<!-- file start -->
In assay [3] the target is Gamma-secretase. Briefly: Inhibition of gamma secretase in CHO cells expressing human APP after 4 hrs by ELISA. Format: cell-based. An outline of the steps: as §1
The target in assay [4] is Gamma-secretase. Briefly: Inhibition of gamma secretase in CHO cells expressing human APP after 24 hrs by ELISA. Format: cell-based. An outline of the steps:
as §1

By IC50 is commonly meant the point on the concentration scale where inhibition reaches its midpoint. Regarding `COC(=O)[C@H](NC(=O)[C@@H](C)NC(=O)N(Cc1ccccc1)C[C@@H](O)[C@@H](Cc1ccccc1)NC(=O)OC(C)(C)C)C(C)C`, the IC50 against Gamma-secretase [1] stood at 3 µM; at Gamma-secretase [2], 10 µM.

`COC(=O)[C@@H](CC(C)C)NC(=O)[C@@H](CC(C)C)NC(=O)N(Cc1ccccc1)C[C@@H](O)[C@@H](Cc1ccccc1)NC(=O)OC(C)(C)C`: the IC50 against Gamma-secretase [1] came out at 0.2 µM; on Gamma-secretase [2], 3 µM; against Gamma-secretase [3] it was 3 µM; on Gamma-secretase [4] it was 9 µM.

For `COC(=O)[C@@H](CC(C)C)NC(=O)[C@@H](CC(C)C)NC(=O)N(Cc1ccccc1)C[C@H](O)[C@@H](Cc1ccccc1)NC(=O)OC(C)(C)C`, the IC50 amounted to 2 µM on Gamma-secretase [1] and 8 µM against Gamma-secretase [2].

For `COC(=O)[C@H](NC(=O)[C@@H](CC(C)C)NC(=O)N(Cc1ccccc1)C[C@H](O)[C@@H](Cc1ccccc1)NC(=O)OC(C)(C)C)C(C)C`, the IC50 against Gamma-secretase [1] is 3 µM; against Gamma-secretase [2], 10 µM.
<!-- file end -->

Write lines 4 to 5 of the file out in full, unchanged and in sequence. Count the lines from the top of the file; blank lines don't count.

By IC50 is commonly meant the point on the concentration scale where inhibition reaches its midpoint. Regarding `COC(=O)[C@H](NC(=O)[C@@H](C)NC(=O)N(Cc1ccccc1)C[C@@H](O)[C@@H](Cc1ccccc1)NC(=O)OC(C)(C)C)C(C)C`, the IC50 against Gamma-secretase [1] stood at 3 µM; at Gamma-secretase [2], 10 µM.

`COC(=O)[C@@H](CC(C)C)NC(=O)[C@@H](CC(C)C)NC(=O)N(Cc1ccccc1)C[C@@H](O)[C@@H](Cc1ccccc1)NC(=O)OC(C)(C)C`: the IC50 against Gamma-secretase [1] came out at 0.2 µM; on Gamma-secretase [2], 3 µM; against Gamma-secretase [3] it was 3 µM; on Gamma-secretase [4] it was 9 µM.